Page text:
Leo Frank v. Wheeler Mangum

Decision Date19 April 1915
Docket NumberNo. 775,775
Citation35 S.Ct. 582,59 L.Ed. 969,237 U.S. 309
PartiesLEO M. FRANK, Appt., v. C. WHEELER MANGUM, Sheriff of Fulton County, Georgia
CourtU.S. Supreme Court

[Syllabus from pages 309-311 intentionally omitted] Leo M. Frank, the present appellant, being a prisoner in the custody of the sheriff in the jail or Fulton county, Georgia, presented to the district court of the United States for the northern district of Georgia his petition for a writ of habeas corpus under U. S. Rev. Stat. § 753, Comp. Stat. 1913, § 1281, upon the ground that he was in custody in violation of the Constitution of the United States, especially that clause of the 14th Amendment which declares that no state shall deprive any person of life, liberty, or property without due process of law. The district court, upon consideration of the petition and accompanying exhibits, deeming that, upon his own showing, petitioner was not entitled to the relief sought, refused to award the writ. Whether this refusal was erroneous is the matter to be determined upon the present appeal.

From the petition and exhibits it appears that in May, 1913, Frank was indicted by the grand jury of Fulton county for the murder of one Mary Phagan; he was arraigned before the superior court of that county, and on August 25, 1913, after a trial lasting four weeks, in which he had the assistance of several attorneys, the jury returned a verdict of guilty. On the following day, the court rendered judgment, sentencing him to death, and remanding him, meanwhile, to the custody of the sheriff and jailer, the present appellee. On the same day, the prisoner's counsel filed a written motion for a new trial, which was amended about two months thereafter so as to include 103 different grounds particularly specified. Among these were several raising the contention that defendant did not have a fair and impartial trial, because of alleged disorder in and about the court room, including manifestations of public sentiment hostile to the defendant sufficient to influence the jury. In support of one of these, and to show the state of sentiment as manifested, the motion stated: 'The defendant was not in the court room when the verdict was rendered, his presence having been waived by his counsel. This waiver was accepted and acquiesced in by the court, because of the fear of violence that might be done the defendant were he in court when the verdict was rendered.' But the absence of defendant at the reception of the verdict, although thus mentioned, was not specified or relied upon as a ground for a new trial. Numerous affidavits were submitted by defendant in support of the motion, including 18 that related to the allegations of disorder, and rebutting affidavits were submitted by the state. The trial court, having heard argument, denied the motion on October 31. The cause was then taken on writ of error to the supreme court of Georgia, where the review included not only alleged errors in admission and exclusion of evidence, and instructions to the jury, but also a consideration of the allegations of disorder in and about the court room and the supporting and rebutting proofs. On February 17, 1914, the judgment of conviction was affirmed. 141 Ga. 243, 80 S. E. 1016.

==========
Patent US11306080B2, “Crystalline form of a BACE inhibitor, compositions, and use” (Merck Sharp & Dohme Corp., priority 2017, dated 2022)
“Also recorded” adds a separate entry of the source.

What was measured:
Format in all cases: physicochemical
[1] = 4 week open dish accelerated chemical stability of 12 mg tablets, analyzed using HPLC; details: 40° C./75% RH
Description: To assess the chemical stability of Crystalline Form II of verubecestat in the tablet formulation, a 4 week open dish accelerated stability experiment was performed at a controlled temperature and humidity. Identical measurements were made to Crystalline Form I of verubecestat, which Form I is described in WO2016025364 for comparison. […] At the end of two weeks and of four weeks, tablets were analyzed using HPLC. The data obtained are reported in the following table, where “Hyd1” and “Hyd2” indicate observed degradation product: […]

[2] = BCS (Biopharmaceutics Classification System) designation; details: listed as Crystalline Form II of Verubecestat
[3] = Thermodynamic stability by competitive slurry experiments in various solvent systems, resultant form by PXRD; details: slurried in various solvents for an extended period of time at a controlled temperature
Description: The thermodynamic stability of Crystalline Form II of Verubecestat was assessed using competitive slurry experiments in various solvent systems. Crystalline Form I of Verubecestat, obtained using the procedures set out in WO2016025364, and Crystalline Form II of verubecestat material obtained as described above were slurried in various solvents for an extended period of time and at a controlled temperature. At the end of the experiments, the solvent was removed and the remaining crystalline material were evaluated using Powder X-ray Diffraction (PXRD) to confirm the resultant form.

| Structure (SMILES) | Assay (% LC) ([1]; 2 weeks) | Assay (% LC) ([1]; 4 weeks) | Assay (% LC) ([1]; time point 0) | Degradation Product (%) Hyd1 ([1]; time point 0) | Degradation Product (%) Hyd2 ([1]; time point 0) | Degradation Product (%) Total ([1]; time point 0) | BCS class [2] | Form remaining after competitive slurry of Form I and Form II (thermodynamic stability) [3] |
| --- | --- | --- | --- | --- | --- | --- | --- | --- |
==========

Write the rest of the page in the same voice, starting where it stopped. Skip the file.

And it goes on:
Concerning the question of disorder, the findings and conclusions of the court were, in substance (141 Ga. 280): That the trial court, from the evidence submitted, was warranted in finding that only two of the alleged incidents occurred within the hearing or knowledge of the jury. 1. Laughter by spectators while the defense was examinting one of its witnesses; there being nothing to indicate what provoked it, other than a witty answer by the witness or some other innocuous matter. The trial court requested the sheriff to maintain order, and admonished those present that if there was further disorder nobody would be permitted in the court room on the following day. The supreme court held that, in the absence of anything showing a detrimental effect, there was in this occurrence no sufficient ground for a new trial. 2. Spectators applauded the result of a colloquy between the solicitor general and counsel for the accused. The latter complained of this conduct, and requested action by the court. The supreme court said: 'The [trial] court directed the sheriff to find out who was making the noise, and, presumably from what otherwise appears in the record, the action by the court was deemed satisfactory at the time, and the orderly progress of the case was resumed without any further action being requested. The general rule is that the conduct of a spectator during the trial of a case will not be ground for a reversal of the judgment, unless a ruling upon such conduct is invoked from the judge at the time it occurs. [Citing cases]. . . . The applause by the spectators, under the circumstances as described in the record, is but an irregularity not calculated to be substantially harmful to the defendant; and even if the irregularity should be regarded as of more moment than we give it, we think the action of the court, as a manifestation of the judicial disapproval, was a sufficient cure for any possible harmful effect of the irregularity, and deemed so sufficient by the counsel, who at the time, made no request for further action by the court.'